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US stocks rebound following rout, bond yields edge down

NEW YORK/LONDON -U.S. shares rebounded on Thursday after falling for three consecutive days and benchmark Treasury yields edged lower as investors snapped up technology stocks and shrugged off worries over rising prices, for now.

By early morning, the Dow Jones Industrial Average rose 1.5per cent, the S&P 500 was up 1.4per cent, and the Nasdaq Composite jumped 1.3per cent.

Yields on 10-year Treasuries, which had climbed 7 basis points overnight in the biggest daily rise in two months, edged lower in early trade to stand at 1.6744per cent.

"We’re certainly oversold here, so remember our 5-percent maxim: buy every S&P 500 down 5 percent close after the first one," said Nicholas Colas, co-founder of DataTrek Research.

Against a basket of major peers, the dollar was steady at 90.695, holding gains eked out on Wednesday when the greenback strengthened on data that showed U.S. faster-than-expected acceleration of inflation in April.

Before Thursday's recovery in U.S. stocks, world stock markets were spiraling toward their worst week of the year as the rise in U.S. inflation worried bond markets and as red-hot metals, crop and cryptocurrency prices all suffered sudden stops.

Asia took a pounding overnight, London's FTSE was down 2per cent before lunch, bond, commodity and U.S. futures markets were all deep in the red and Elon Musk and Tesla were no longer accepting bitcoin.

While there were plenty of idiosyncrasies, the overarching worry was that rising inflation pressure in the United States might force the Federal Reserve to start turning off its cheap money that has been driving markets rapidly higher.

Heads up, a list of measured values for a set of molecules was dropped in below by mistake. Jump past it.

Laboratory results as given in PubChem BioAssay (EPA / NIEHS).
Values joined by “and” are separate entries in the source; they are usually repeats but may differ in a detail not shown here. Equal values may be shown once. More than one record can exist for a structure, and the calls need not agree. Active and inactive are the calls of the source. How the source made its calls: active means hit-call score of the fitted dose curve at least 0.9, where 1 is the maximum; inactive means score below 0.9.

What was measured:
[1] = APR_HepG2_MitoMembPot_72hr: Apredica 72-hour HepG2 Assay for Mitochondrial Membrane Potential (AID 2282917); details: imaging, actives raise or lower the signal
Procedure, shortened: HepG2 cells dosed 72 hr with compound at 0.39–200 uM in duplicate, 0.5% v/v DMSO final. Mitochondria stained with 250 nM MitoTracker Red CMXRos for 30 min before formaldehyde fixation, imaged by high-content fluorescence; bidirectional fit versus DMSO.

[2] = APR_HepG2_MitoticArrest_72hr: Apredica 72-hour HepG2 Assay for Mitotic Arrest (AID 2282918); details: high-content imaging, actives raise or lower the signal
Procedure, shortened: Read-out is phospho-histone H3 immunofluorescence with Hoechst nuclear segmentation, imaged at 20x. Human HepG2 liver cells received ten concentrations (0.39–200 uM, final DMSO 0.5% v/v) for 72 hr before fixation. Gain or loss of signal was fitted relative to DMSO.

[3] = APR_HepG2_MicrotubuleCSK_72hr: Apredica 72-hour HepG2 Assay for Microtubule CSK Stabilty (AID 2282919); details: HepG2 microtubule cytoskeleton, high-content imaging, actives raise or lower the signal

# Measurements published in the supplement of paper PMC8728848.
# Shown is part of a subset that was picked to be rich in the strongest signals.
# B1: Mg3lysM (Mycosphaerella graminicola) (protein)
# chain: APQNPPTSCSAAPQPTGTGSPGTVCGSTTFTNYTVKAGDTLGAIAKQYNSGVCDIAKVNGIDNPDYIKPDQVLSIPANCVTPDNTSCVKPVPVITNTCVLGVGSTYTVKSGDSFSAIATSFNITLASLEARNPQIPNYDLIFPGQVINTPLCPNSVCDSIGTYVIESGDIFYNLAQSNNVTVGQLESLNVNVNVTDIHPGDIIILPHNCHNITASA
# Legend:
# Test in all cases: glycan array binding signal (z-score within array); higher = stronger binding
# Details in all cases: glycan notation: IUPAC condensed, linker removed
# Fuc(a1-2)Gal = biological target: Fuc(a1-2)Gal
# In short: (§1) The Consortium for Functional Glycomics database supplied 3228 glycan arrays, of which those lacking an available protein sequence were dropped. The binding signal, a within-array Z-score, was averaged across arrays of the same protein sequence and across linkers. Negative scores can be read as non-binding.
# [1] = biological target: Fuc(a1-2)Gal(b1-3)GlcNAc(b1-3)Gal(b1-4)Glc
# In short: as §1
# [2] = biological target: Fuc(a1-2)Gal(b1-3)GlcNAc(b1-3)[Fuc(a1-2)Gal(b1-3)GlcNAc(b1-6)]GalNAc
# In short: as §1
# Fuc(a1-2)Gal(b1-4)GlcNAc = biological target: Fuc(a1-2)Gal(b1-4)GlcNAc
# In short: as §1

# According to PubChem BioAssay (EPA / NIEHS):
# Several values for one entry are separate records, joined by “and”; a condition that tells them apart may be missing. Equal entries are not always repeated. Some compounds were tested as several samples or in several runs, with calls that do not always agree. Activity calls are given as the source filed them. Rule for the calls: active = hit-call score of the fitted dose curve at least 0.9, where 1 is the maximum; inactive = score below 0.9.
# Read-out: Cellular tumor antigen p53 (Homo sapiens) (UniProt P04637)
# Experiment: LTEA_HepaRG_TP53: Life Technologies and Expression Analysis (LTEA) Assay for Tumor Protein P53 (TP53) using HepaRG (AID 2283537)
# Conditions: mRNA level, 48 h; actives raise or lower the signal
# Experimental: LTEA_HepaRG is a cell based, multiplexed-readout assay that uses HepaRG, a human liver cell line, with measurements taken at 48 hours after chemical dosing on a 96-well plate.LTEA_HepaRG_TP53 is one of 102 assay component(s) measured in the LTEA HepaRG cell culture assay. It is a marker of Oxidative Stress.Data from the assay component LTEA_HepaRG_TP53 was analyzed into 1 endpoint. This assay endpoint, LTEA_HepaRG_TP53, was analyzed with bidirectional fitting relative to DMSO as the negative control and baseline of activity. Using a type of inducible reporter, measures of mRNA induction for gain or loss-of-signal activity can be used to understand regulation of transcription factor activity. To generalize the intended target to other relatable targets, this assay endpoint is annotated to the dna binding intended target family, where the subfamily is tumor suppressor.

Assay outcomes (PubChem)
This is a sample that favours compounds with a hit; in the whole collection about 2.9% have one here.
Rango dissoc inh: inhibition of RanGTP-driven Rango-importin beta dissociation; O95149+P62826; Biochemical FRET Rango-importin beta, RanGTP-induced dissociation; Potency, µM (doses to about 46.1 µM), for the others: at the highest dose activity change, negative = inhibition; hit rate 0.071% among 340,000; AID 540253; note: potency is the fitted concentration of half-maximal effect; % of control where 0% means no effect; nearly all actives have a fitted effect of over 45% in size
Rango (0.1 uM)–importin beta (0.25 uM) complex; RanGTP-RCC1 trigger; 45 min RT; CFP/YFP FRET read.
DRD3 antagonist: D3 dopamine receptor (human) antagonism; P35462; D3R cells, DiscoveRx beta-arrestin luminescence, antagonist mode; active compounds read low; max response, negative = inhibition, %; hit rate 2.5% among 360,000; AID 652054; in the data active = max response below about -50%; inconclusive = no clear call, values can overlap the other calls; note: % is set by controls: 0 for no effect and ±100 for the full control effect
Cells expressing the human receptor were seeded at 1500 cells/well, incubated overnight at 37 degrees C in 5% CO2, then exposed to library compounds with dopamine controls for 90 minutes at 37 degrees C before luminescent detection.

"Inflation pressures are going to be rising, and they're not going to be temporary," said Jeremy Gatto, investment manager at Unigestion. "What does that mean? Effectively that (interest) rates will be rising."

Oil prices fell on Thursday despite a sharp drop in U.S. crude inventories, as market participants took profits following days of buying spurred by a cold snap in the largest U.S. energy-producing state.

Brent crude fell 2.4per cent 2020, while U.S. West Texas Intermediate crude dropped 2.6per cent.

For the cryptonites, there was a ray of light as bitcoin steadied at US$50,407 after a 13per cent drop when Elon Musk said Tesla would stop accepting it as payment because of the amount of fossil fuels that go into bitcoin "mining."

Bitcoin is created by high-powered computers competing against other machines to solve complex mathematical puzzles. At current rates the process is estimated to devour about the same amount of energy annually as the Netherlands did in 2019.

Ether, the world's second-largest cryptocurrency, gained 1per cent to US$3,852.43.

(Reporting by Koh Gui Qing; additional reporting by Tom Wilson and Marc Jones in London; Wayne Cole in Sydney; Editing by Sam Holmes, Shri Navaratnam, Gareth Jones, Nick Macfie and Dan Grebler)

Source: Reuters


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